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Club Drugs

helping you take drugs safely
because safety is key

Joseph Marsh
Joseph Marsh

Gay, Writer, Poet, Hobbyist

Table of Contents

Helping you know drugs

We’ve all heard the horror stories about drugs.; if you so much as look at a joint you’ll overdose and die.

Memories of amateur theatre companies consisting of freshly graduated drama students, offering Tony worthy performances, depicting someone taking a tab of LSD and throwing themselves from a roof because they believe they can fly. Swiftly followed by a freeze frame and an emphatic “DON’T DO DRUGS!”.

The fact that most of the actors are likely to go home and smoke a joint is irrelevant.

Luckily, we’ve progressed past the point of such unnecessary fear mongering. The fact is, not all drugs are going to kill you and you won’t necessarily end up like a character from Trainspotting, just for taking a toke on a zoot.

(seriously, we did just say zoot – cringe, right?)

This isn’t to say there aren’t risks. Drug addictions and bad trips can occur and overdosing is far too common. There are few communities who know this quite as well as ours; you’ll be hard pressed to find a gay club that doesn’t have a dancer or two on some sort of pill. 

The sad reality is that many of us turn to drugs to soothe the pain that a lot of us experience. Family rejection doesn’t sting quite so bad when you’re high. This creates an atmosphere where many young LGBTQ+ people feel pressured to take drugs to fit into the scene, and unfortunately the habit dies hard in the community, leading to drug use extending into the later stages of our lives.

There’s nothing wrong with taking drugs, and if you think you are addicted then there is no shame in that.

However, there are risks to drugs, they can be unpredictable, and if you’re not safe with the way you take them it can cause a series of problems, both physical and mental. This is why it’s important that we give our community the information needed to take drugs responsibly.

In this article we’ll go through the most common drugs, what they do and their risks, and we’ll offer support and guidance to help with you safe drug use, and where to get support when you need it.

Club drugs can be fun, but knowing the risks can save your life l an informational article to help with taking drugs safely l LGBTQ Wellness

Types of drugs and their effects

While it would take us a novel to list every substance that people have used to get high, there are certain drugs that you’re more likely to come across or are particularly important to be careful with.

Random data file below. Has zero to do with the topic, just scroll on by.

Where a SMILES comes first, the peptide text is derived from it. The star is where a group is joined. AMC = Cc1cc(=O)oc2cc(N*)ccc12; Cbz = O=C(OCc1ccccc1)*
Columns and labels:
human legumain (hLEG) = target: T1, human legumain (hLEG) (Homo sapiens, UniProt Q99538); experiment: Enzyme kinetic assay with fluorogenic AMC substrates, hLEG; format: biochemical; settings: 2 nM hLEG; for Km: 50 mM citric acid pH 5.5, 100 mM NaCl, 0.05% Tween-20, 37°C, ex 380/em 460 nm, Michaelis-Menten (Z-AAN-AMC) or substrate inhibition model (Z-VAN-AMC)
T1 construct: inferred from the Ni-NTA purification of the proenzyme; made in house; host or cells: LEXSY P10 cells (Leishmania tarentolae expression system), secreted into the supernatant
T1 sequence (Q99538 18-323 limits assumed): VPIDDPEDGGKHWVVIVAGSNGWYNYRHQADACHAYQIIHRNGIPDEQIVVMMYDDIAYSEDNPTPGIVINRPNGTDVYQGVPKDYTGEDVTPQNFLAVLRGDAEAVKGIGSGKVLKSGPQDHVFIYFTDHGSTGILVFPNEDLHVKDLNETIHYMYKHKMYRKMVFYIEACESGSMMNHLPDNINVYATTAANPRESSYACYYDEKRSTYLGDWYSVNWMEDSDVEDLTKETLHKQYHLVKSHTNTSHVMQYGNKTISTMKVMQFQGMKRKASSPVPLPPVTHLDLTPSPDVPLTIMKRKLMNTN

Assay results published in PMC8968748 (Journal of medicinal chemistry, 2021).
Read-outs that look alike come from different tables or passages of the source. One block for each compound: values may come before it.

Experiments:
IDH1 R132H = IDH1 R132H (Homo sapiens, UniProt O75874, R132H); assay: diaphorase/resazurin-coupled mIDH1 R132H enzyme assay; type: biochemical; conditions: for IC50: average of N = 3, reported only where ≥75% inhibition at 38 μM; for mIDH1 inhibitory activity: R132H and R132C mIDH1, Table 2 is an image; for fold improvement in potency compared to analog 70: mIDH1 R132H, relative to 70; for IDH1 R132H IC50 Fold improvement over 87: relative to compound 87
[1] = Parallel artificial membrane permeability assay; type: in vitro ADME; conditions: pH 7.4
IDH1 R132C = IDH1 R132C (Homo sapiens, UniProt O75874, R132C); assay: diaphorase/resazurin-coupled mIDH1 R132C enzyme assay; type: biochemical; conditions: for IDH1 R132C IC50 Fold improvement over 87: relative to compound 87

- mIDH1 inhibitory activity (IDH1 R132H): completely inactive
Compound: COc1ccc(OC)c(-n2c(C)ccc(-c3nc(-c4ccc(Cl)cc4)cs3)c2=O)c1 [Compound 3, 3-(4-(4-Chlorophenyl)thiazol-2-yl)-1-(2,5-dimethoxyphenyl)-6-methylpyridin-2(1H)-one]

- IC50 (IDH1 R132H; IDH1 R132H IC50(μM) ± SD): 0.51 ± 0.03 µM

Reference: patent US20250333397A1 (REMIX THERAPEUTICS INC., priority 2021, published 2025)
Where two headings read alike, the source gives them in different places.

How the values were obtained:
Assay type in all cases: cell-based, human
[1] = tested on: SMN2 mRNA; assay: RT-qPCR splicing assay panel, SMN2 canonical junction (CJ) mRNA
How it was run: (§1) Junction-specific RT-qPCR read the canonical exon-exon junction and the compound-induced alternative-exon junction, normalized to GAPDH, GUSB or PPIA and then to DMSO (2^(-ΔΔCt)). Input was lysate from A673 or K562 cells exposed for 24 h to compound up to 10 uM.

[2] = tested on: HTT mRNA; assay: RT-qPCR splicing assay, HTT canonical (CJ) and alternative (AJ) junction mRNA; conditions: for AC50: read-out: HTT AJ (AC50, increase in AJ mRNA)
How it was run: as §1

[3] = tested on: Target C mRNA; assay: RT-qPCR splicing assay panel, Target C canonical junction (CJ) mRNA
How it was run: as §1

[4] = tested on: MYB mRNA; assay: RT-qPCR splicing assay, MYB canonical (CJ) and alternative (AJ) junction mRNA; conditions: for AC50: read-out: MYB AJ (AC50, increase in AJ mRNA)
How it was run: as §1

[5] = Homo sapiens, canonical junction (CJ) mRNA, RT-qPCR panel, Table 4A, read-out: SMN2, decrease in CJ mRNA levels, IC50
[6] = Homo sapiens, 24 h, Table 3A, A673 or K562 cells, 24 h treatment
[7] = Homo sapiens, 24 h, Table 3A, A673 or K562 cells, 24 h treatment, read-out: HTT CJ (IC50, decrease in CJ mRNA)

Here’s a brief list that will help outline some of the drugs you will come across in the queer scene, an idea of what you can expect if you take them, and the effects if you take them for prolonged use.

Cannabis - Class B

Commonly referred to as Marijuana, Weed, or Ganja; it is one of the most common drugs that can be smoked with a pipe or in a joint, or ingested when mixed into foods known as edibles. It causes a sense of lethargy, often making you feel sleepy and relaxed though it can cause you to feel paranoid and hallucinate when having a bad trip. It can affect your mental health by causing memory loss, a lack of motivation, feelings of paranoia, and increase the likeliness of developing issues like Schizophrenia.

Ecstasy/MDMA - Class A

A club drug that many in our communities may encounter when first immersing ourselves in the night life that our community is famous for. Otherwise known as E’s, pills, and mandy, it can be taken as a pill known as ecstasy or a powder called MDMA. It is a Class A substance and comes with significant risks of dehydration and overheating. The dehydration can often cause us to drink too much water to compensate, causing further damage internally. It has been known to cause memory loss, depression, and anxiety following prolonged use.

Cocaine - Class A

This is one of the more common drugs on the queer scene due to the energetic, confident high it gives you, making it popular in club settings. It is a Class A drug due to its highly addictive nature, regular use changes the way your brain releases dopamine, making you feel that you need to take cocaine to feel happy. It’s mostly found in a powder form to snort though it can be smoked or injected. Prolonged use can cause depression, panic attacks and anxiety. It’s often referred to with the street names Charlie, Coke, Ching, Percy, and White.

Methamphetamine (Crystal Meth) - Class A